Workshop Hosting is a Creative Process

Interview with Munirah Rimer


Meet batik artist and mompreneur, Munirah Rimer. She is from Malaysia. She has traveled throughout the world including Indonesia, Vietnam, Laos, Thailand, and Uganda to expand her knowledge of batik designs, tools, and techniques. She now lives near Miami, Florida, and teaches an online batik hoop painting workshop via Zoom from her home studio. She has also taught a very successful Airbnb Experience to hundreds of travelers who visited her home studio. Her workshops represent a tribute and a commitment to the authentic culture of her birthplace in Malaysia.

Tell us about your workshop business, how did you get started? Were you already a batik artist? What inspired you?

Prior to the pandemic, I taught batik painting workshops in art studios throughout South Florida. In the last three years, I partnered with Airbnb Experiences. I taught three different batik workshops that were typically two to three hours in length. Batik was always an important part of my life as a Malaysian. I was inspired to become a batik teacher as I saw an interest in textile art and Southeast Asian culture emerging. I started with one workshop that was a fundraiser for a local charity and it grew from there!

What do you love about batik as a medium?

There are so many parts of batik that I really adore. I love working and connecting with the hot wax and the tools because it is a skill you can immerse yourself. I love the tools, the material, the look, the different styles and how culture influences the type of batik out there.

Batik has been around for so long –  I think that is what makes batik interesting. Seeing how batik is made in different cultures is what fuels my desire to teach because not everybody has the ability to go out there and seek this knowledge. It’s an exotic side of the textile art world.

Batik is a forgiving medium in the sense that you can use the wax and the color to edit the design as you go. I love that there’s more than one way to remove the wax. There are different types of dye you can use such as natural dye or color fast dye. It’s a very versatile medium. Batik has evolved into a more sustainable, environmentally-friendly medium. I think that’s where the future growth is. It’s really an amazing medium.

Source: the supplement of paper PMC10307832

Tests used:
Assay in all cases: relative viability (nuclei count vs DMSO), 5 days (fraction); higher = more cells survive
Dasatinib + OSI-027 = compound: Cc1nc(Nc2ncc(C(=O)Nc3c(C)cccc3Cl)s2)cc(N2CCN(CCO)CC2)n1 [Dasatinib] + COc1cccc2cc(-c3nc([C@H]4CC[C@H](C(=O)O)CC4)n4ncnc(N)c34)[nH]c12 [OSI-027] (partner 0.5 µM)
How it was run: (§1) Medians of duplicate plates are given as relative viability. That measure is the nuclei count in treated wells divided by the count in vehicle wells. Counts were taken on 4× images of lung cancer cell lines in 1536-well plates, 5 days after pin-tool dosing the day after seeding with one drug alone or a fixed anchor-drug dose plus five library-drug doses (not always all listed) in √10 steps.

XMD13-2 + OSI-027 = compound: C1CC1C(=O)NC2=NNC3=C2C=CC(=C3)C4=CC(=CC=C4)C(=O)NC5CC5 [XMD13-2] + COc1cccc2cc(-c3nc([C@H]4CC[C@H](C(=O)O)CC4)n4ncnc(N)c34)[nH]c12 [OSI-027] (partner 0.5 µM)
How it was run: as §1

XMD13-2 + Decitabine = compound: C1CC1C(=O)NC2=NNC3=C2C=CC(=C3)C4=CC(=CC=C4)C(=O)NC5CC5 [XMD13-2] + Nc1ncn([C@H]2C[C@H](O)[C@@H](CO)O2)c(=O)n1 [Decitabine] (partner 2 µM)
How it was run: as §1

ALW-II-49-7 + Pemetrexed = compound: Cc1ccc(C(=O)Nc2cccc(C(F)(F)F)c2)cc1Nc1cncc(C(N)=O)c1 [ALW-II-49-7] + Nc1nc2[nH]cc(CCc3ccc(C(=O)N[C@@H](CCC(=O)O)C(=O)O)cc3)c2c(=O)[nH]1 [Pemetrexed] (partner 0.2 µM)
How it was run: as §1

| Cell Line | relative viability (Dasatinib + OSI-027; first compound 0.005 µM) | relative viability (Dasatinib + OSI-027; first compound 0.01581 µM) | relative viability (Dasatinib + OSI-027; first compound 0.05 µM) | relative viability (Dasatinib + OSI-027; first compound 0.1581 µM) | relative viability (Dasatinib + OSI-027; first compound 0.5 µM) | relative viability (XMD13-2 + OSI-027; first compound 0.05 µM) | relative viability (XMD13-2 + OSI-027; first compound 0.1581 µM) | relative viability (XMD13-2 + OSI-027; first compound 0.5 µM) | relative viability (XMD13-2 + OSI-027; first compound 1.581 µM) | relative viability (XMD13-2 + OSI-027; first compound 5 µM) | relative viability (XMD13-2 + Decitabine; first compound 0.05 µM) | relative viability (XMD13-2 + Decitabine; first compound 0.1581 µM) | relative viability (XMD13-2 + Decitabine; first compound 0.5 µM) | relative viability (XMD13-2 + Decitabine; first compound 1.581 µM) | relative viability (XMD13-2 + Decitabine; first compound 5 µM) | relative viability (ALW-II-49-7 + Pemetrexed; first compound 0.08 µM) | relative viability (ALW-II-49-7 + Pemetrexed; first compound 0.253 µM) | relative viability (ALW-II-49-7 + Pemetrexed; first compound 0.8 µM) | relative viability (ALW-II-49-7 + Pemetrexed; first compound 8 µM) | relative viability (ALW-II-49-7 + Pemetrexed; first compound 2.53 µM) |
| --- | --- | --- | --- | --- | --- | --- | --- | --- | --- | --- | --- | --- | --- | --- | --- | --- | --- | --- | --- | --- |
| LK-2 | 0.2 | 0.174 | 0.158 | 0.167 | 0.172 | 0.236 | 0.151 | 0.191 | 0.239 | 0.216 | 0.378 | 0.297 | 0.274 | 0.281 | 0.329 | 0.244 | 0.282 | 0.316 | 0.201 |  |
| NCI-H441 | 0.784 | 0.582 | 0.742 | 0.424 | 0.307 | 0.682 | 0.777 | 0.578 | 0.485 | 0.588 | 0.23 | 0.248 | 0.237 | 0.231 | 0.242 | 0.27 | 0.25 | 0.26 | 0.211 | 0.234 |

For those of us who are just starting out, can you share a little about your Marketing strategy?

For me, understanding the demographic is key to a successful strategy. I definitely noticed specific types of people that were most interested in my batik workshops. These are curious people who have some disposable income and (before the pandemic) were able to travel and love to experience culture. Taking this knowledge, I have been able to create a target audience on Facebook and Instagram that works very effectively for me. My customers are on Facebook and Instagram but not necessarily TikTok. Acknowledging this allows me to manage my marketing budgets more effectively.

I use video in my Facebook ads and this seems to be more effective as well. It helps me tell a more compelling story quickly. They understand the product and experience. I also pay attention to the sales funnel – the entire process from Facebook click to completing their purchase on my website.

You have a website with beautiful photos, how does your website contribute to your business?

Thank you for the compliment. It’s important for an artist’s website to reflect their mission and passion as much as possible. However, making the website simple has also been an important element. The potential student should know what to do quickly – make everything easy to find. I use WordPress and WooCommerce and a few other plugins to make my website operate smoothly. I moved from PayPal to Stripe for my credit card processing.

I work with a WordPress expert (who happens to be my boyfriend). I delegate a lot of the website management to him and I focus more on workshop development, the creative process and the social media content which definitely takes time but is so important.

What advice would you give to other artists and entrepreneurs? Is there any one thing that stands out?

Put your work out there. Be consistent on social media – I post almost everyday – sometimes more than once a day on Facebook and Instagram. Be authentic. Understand who your customer is and learn how to reach out to those people specifically. After allowing them to become part of your journey, don’t be afraid to ask for the sale.

You can start by giving free lessons or tips about your creative process. The gift of sharing often comes back to you in the form of more business down the line. This will also allow you to become familiar with Zoom or whatever platform you plan on using. I have so much fun doing these free demos – I continue to do them. Understand your students’ needs. For example, I had to move from a three hour format to a ninety minute format.

From a business perspective, analyze and reevaluate everything occasionally. Where and how do you source your products? How can you reduce shipping costs? Can you simplify the product? Are your instructions accurate? Can you lower the weight of my package without giving up anything important? Are you fulfilling the orders quickly? Workflow is important. Stay organized. I know that’s hard for us artists sometimes, but it’s truly important. 

Munirah thank you for sharing a wealth of knowledge in this interview. I hope this interview has gotten the wheels turning of what is possible when it comes to growing a lifestyle business through your teaching or you art-form. 

Reach out to me at, if you are ready to jumpstart your business now! 

Be sure to follow Teratai Malaysia on Instagram and visit our Facebook group to gain access to our LIVE interview, which has even more nuggets of wisdom. 

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